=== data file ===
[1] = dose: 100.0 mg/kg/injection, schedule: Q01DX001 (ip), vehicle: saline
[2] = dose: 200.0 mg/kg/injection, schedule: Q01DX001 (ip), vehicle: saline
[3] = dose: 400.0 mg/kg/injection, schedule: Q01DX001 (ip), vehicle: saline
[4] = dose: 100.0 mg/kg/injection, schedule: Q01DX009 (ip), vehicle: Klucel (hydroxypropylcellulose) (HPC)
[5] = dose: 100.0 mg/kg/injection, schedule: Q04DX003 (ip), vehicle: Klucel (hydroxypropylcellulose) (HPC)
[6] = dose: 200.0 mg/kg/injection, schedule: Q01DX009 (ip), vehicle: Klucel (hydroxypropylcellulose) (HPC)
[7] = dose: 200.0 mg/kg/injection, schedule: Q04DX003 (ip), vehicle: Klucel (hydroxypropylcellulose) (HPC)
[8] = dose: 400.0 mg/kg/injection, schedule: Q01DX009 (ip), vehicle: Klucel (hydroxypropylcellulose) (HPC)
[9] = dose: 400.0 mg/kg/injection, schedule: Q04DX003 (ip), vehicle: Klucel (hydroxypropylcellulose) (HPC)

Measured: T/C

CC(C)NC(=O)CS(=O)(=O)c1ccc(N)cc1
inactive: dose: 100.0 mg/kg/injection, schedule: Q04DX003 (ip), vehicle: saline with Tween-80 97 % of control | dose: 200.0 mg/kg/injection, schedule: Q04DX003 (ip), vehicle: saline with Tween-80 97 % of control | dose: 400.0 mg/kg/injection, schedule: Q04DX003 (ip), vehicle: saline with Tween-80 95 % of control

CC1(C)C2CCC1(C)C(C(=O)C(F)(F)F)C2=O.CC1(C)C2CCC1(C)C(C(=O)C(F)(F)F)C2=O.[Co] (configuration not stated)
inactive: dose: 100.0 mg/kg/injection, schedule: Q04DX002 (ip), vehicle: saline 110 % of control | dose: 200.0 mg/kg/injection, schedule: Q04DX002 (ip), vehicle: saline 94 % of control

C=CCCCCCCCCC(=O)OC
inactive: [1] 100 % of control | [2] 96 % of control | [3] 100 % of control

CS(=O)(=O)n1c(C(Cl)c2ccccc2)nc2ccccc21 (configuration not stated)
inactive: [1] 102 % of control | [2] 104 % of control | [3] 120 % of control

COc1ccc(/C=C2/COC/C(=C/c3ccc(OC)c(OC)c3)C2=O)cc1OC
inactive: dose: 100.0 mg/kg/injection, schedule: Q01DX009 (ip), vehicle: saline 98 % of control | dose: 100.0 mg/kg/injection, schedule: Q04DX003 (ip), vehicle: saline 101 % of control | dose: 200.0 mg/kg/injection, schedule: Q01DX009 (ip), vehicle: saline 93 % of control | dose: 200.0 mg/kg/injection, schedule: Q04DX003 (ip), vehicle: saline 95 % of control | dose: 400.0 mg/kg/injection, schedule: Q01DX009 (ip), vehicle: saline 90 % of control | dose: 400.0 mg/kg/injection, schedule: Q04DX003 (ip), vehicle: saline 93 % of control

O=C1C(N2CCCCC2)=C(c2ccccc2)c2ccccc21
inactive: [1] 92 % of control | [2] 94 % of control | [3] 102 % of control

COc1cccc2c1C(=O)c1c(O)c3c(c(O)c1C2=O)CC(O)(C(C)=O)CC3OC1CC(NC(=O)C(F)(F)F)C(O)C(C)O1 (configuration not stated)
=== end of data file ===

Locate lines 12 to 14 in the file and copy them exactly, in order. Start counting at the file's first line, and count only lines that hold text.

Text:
inactive: dose: 100.0 mg/kg/injection, schedule: Q04DX003 (ip), vehicle: saline with Tween-80 97 % of control | dose: 200.0 mg/kg/injection, schedule: Q04DX003 (ip), vehicle: saline with Tween-80 97 % of control | dose: 400.0 mg/kg/injection, schedule: Q04DX003 (ip), vehicle: saline with Tween-80 95 % of control

CC1(C)C2CCC1(C)C(C(=O)C(F)(F)F)C2=O.CC1(C)C2CCC1(C)C(C(=O)C(F)(F)F)C2=O.[Co] (configuration not stated)
inactive: dose: 100.0 mg/kg/injection, schedule: Q04DX002 (ip), vehicle: saline 110 % of control | dose: 200.0 mg/kg/injection, schedule: Q04DX002 (ip), vehicle: saline 94 % of control